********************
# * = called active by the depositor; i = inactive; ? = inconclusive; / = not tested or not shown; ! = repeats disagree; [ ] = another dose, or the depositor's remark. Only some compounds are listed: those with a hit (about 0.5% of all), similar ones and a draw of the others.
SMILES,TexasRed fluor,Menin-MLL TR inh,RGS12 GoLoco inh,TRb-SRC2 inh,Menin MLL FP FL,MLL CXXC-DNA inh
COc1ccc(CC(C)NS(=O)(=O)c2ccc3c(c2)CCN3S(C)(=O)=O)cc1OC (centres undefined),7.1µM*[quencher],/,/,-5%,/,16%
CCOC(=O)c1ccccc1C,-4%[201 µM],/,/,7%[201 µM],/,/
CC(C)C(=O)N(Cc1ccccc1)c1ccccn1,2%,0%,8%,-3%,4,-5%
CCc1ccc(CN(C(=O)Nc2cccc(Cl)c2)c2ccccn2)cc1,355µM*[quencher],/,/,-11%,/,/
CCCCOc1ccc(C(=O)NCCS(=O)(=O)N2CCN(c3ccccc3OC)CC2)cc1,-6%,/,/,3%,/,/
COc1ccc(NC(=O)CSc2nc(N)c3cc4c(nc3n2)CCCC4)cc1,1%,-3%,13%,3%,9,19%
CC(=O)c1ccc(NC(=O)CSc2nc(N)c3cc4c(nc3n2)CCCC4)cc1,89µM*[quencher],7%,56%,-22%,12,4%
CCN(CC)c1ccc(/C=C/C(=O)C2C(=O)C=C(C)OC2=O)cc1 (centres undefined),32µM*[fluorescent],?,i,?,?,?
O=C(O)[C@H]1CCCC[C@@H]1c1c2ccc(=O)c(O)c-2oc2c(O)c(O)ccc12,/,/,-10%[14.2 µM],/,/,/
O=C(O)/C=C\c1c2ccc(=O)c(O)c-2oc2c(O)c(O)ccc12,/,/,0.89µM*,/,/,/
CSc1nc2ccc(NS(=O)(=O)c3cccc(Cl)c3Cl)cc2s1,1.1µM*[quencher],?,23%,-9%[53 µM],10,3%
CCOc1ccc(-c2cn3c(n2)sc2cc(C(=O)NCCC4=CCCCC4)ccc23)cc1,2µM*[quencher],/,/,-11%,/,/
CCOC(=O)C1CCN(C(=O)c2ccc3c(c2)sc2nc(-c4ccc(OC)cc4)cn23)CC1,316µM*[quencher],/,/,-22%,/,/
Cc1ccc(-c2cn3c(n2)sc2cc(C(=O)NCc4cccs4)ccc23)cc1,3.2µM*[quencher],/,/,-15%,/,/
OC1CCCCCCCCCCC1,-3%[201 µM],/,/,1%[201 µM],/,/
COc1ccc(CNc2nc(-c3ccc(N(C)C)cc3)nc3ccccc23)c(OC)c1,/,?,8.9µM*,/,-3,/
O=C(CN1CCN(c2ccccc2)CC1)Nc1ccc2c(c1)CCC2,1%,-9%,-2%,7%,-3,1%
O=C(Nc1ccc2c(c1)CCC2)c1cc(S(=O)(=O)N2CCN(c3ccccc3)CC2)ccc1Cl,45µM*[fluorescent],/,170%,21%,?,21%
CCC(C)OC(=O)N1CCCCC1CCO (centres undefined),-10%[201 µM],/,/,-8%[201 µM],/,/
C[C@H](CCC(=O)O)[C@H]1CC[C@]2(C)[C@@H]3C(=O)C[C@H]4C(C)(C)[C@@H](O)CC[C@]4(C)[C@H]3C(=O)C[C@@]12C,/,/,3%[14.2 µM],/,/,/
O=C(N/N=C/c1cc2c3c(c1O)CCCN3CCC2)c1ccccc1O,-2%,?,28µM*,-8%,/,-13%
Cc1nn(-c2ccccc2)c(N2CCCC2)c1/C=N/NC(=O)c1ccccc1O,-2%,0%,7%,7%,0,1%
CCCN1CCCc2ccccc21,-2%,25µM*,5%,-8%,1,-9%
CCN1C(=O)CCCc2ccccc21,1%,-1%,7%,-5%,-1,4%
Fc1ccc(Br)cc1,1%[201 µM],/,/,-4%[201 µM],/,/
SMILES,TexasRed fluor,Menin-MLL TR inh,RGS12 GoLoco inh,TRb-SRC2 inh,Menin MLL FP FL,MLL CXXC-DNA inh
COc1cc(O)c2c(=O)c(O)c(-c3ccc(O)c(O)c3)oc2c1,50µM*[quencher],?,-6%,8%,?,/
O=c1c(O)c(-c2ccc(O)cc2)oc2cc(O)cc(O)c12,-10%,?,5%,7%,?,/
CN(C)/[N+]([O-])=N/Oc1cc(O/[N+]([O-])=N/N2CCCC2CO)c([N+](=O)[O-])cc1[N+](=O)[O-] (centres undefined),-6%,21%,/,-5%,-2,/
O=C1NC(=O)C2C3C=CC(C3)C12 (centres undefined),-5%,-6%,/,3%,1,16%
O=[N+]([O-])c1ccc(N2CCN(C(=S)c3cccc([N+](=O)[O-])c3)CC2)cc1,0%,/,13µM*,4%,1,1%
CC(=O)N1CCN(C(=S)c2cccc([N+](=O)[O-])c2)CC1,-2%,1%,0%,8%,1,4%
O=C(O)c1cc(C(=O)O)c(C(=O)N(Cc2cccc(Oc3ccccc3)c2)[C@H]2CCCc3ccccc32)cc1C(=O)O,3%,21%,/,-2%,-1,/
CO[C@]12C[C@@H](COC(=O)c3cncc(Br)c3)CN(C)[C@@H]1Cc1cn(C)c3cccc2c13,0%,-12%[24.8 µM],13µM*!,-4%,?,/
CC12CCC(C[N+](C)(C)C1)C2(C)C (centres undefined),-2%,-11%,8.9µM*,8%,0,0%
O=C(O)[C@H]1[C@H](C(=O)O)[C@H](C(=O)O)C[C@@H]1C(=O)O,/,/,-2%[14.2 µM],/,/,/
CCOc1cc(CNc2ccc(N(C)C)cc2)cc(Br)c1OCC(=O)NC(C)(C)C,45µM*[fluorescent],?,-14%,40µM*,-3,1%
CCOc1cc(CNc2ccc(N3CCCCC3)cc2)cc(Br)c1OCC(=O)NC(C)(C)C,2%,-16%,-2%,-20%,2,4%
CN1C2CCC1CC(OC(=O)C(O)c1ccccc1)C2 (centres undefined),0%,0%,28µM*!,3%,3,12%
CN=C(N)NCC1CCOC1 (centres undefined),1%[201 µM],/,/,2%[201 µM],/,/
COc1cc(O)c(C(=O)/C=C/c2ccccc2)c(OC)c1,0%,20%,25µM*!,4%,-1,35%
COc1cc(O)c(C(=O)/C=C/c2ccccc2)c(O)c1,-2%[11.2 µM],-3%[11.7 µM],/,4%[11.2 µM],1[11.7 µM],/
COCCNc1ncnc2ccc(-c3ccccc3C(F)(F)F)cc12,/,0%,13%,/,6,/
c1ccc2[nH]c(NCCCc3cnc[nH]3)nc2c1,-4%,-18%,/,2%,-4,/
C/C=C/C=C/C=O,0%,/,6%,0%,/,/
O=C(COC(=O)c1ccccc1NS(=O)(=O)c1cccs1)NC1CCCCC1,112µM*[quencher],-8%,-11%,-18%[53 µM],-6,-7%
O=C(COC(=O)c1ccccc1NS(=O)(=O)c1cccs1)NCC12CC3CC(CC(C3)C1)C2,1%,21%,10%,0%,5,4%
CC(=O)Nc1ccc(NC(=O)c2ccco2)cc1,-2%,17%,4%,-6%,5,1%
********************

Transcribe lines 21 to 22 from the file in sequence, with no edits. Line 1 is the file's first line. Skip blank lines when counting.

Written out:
CCC(C)OC(=O)N1CCCCC1CCO (centres undefined),-10%[201 µM],/,/,-8%[201 µM],/,/
C[C@H](CCC(=O)O)[C@H]1CC[C@]2(C)[C@@H]3C(=O)C[C@H]4C(C)(C)[C@@H](O)CC[C@]4(C)[C@H]3C(=O)C[C@@]12C,/,/,3%[14.2 µM],/,/,/